About the Book:
Arlene is a little girl who loves to make things. She begins by making presents for her doll, Maggie. As she grows up, she moves on to creating gifts for her own children and grandchildren. This is a lovely story that is designed to help children see a different side of the elders in their lives and understand that they were once children, too.
Great-Grandma's Gifts is a picture book that celebrates the multi-generational family. It reminds us that our moms, grandmas, and great-grandmas were all children once and they have stories to tell. It helps to bridge the age gap and to bring granddaughters and great-granddaughters closer to their elders.
Amanda liked all the pretty colors of the quilts and all the ideas that Arlene had. Amanda even giggled when little Arlene copied her mother's words. I thought it was interesting how her sewing projects changed as the years went by and the needs changed.
Don't forget Mother's Day! This would be the perfect gift for a great-grandma, grandma, mom, or daughter.
About the Author:
Marianne Jones is a retired teacher from Thunder Bay, Ontario. Her work has appeared in Reader’s Digest, Canadian Living, The Globe and Mail, and numerous literary and denominational publications. Her books include The Land of Mogan, a children’s fantasy novel, Here, on the Ground, an award-winning collection of poetry, Great- Grandma’s Gifts, a picture book for preschool and early elementary, and The Serenity Stone Murder, a cozy mystery set in Thunder Bay. Her most recent book, The Girl Who Wouldn’t Die, is the as-told-to memoir of Linda Stewardson. The Girl Who Wouldn’t Die was the winning entry in the 2015 Word Alive publishing contest.
Marianne has been named International Poet Laureate by Utmost Christian Writers. Her poetry has won numerous awards, and while not all her words are carved in stone, some of her poems are, at the Marina Park.
Marianne is a member of The League of Canadian Poets, The Writers Union of Canada, and The Northwestern Ontario Writers Workshop (NOWW).
How I Came to Write Great-Grandma’s Gifts
by Marianne Jones
Sewing was both my mother’s creative outlet, and a means of economizing. She delighted in her ten grandchildren, but didn’t have the funds to spoil them with expensive presents. So with her talent for sewing and her accumulation of fabric scraps from years of dressmaking, she began making countless dolls and stuffed animals, toys and nativity sets to delight herself and her grandkiddies. A favourite of my children was a fuzzy peach-coloured cat they promptly named “Peachy Keen.” Soon, all the grandchildren had to have their own Peachy Keens. Peachy was more cool than Barbie.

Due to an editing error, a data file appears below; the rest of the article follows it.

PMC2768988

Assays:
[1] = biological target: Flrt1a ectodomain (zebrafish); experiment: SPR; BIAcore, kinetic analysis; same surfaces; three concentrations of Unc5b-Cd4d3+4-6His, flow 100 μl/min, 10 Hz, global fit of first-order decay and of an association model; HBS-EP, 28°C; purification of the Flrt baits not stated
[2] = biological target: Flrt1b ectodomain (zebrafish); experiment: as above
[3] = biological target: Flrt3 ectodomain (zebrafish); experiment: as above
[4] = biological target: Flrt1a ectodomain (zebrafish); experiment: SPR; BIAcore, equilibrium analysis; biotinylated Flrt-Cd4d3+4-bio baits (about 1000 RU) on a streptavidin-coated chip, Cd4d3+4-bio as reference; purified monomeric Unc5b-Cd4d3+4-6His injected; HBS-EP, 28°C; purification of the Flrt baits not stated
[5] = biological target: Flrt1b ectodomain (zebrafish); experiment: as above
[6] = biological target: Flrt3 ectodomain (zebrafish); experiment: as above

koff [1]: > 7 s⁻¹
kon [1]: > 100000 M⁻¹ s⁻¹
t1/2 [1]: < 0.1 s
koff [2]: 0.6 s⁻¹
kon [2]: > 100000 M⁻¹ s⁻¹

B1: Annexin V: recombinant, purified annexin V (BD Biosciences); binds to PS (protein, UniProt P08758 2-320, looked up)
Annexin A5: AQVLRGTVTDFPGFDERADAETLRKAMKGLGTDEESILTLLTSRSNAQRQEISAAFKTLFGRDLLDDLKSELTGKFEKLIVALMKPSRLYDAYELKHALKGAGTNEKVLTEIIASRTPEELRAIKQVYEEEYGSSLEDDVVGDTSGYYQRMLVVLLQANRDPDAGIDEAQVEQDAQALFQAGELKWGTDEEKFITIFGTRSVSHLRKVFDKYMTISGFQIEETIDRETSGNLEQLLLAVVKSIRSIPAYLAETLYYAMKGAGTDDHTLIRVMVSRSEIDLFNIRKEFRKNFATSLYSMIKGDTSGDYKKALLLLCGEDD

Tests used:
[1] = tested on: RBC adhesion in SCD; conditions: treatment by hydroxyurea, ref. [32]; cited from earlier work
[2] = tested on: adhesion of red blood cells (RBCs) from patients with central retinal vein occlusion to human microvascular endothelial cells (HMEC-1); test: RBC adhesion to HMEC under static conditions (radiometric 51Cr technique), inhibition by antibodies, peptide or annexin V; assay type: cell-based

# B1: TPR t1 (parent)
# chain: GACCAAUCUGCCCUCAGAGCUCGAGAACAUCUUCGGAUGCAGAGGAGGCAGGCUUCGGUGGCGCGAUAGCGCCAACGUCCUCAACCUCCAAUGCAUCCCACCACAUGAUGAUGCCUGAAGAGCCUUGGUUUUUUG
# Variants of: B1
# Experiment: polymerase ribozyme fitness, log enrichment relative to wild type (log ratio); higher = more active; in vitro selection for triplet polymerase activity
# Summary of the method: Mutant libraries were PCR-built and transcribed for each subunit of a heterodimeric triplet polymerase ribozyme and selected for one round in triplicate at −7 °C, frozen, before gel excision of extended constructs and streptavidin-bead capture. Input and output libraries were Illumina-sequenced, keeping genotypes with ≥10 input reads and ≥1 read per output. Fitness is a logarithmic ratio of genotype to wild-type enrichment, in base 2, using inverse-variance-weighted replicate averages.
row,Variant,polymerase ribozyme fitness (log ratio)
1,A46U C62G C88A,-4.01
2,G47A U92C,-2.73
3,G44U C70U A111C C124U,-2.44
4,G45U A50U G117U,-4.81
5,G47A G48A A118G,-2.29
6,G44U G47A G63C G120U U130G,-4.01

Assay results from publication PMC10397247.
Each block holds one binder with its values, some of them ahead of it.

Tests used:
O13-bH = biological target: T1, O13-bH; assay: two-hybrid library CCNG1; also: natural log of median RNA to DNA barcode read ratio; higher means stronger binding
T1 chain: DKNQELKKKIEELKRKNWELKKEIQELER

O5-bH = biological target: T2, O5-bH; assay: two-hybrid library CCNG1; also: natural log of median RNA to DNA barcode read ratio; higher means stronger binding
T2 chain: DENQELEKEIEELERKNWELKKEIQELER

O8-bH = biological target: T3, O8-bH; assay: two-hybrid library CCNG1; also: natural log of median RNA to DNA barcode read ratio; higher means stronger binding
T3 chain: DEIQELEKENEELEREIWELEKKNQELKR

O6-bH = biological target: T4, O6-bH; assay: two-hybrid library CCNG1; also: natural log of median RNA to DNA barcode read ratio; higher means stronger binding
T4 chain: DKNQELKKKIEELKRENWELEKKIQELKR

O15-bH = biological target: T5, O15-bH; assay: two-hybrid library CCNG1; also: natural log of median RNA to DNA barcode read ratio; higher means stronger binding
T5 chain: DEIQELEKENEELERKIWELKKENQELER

Alas, even grandchildren, like their parents before them, grow up into adults. My mother cast about for a way to continue expressing her love with thread and needle. When she saw a picture of a Victorian crazy quilt, she knew she had found her niche. She set about making wedding quilts for each grandchild from her growing collection of silk and velvet scraps donated by friends and family. When my oldest daughter worked in the wardrobe department of the Shaw Festival, she collected the discarded scraps of exquisite costuming materials to mail to her grandmother. Those scraps became part of her new art form.
When my long-awaited first granddaughter was born, I wanted her to grow up knowing about her great-grandmother, and her legacy of creativity, thrift, and love of children. I enlisted my sister’s help as a watercolour artist, and “Great Grandma’s Gifts” was the result. But I think it’s about more than our mother. I hope it speaks to a time when people expressed love, not by buying things, but through the gifts of time, patience, and the work of their hands and hearts.
Disclosure: I received a free digital copy of this book for my honest review.